CORBIN — Neighbors, May 29, 2010
By Bobbie Poynter / Community Editor
The son of a Kentucky coal miner, Johnny R. McKnight set his sights early on joining the military. In fact, he always wanted to be a marine.
“When I first saw that uniform, I knew that I wanted it, said McKnight. “I just didn’t know it would be that hard to earn it. I knew that they were the toughest, and I always liked being challenged, and I can say that this has been a real challenge.”
True to the promise he made to himself as a young child, Gunnery Sergeant Johnny R. McKnight, now 38 years old, joined the United States Marine Corps in August 1991.
Gunny - as the marine is affectionately known by friends and family - has spent the last three years at the Armed Forces Recruiting Station in London speaking to young men and women about what it means to be one of “The Few, The Proud.”
GySgt McKnight has seen a good share of the world, serving as the platoon sergeant in Okinawa providing communications for other battalions deployed throughout Asia.
But as is expected of a marine, when the need arose, he joined more than 2,000 other marines in the 7th Marine Regiment and deployed to war zones including Afghanistan, where he spent months gathering intelligence so he could come back and train other marines.
Serving as an infantryman in Somalia, the marine lost one of his best friends, Domingo Arroyo, when they were ambushed on a night patrol. McKnight himself was awarded the Purple Heart after that tour.
“I got stabbed a few times and shot in the leg,” he explained matter-of-factly. “but, that was nothing compared to the loss of a friend.”
In war-torn Somalia, the marines were there to help restore peace in a country ripped apart by Civil War. Gunny’s unit was tasked with helping get the convoys of U.N. and C.A.R.E supply trucks to the starving civilian population.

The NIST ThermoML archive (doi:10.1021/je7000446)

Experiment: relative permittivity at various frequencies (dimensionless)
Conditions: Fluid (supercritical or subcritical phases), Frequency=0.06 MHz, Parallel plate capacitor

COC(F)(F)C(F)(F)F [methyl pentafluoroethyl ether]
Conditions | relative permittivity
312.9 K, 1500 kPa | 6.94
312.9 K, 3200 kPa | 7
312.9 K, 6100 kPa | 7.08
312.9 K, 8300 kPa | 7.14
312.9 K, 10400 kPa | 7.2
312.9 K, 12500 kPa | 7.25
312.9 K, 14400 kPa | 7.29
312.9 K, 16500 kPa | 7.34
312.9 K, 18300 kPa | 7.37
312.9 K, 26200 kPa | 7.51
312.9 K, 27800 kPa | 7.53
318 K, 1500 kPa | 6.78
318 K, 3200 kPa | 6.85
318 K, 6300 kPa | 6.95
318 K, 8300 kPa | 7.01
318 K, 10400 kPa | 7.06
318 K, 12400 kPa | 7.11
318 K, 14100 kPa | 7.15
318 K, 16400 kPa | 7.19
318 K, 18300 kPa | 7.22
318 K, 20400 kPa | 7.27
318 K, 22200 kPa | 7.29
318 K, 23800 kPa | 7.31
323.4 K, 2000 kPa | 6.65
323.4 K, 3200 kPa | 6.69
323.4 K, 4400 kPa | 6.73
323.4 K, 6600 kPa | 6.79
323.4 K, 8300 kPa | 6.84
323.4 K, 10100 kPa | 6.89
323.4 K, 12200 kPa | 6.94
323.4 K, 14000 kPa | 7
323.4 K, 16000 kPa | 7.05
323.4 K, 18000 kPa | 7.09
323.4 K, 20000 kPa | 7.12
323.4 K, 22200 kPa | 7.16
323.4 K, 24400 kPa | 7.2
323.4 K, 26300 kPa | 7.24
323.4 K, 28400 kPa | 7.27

In Iraq, Gunny trained Iraqi soldiers in infantry tactics and hand-to-hand combat. During that time, his team lived amongst the Iraqi soldiers.
“I know it sounds strange,” said Gunny, “but the people in Iraq worshiped the ground we walked on. I remember one time being the only American on patrol with 30 Iraqi soldiers. It was like I had a bulls-eye stuck to my back. I was scared to death.”
It was the women and children of the villages who ultimately kept the American marine grounded as they continually ran up and shook his hand shouting “Thank you, George Bush!”
After nearly 20 years with the United States Marine Corps, GySgt McKnight has earned a total of 11 medals and seven ribbons including the Bronze Star, Purple Heart, National Defense, and two medals for the Global War on Terrorism.
Of all the commendations bestowed on a serviceman, as a marine, the Combat Action Ribbon, actually means the most to Gunny McKnight.
“It says that we’ve been there, done that,” he said. “It’s not that easy to get. It’s proof that you have received and return fire in combat, and there has to be absolute proof before you receive the ribbon.”
Simply put, the marine helped put another page into the Marine Corps history book.
Recruiting wasn’t Gunny’s first choice of assignments after combat.
“The first time I was ‘voluntold,’ laughed Gunny. All I ever wanted to do was be a drill instructor. I thought it was the most extreme marine there is, the trainer that makes marines.”
However, Gunny accepted the appointment as an Armed Forces recruiter, and soon saw it as a special duty assignment.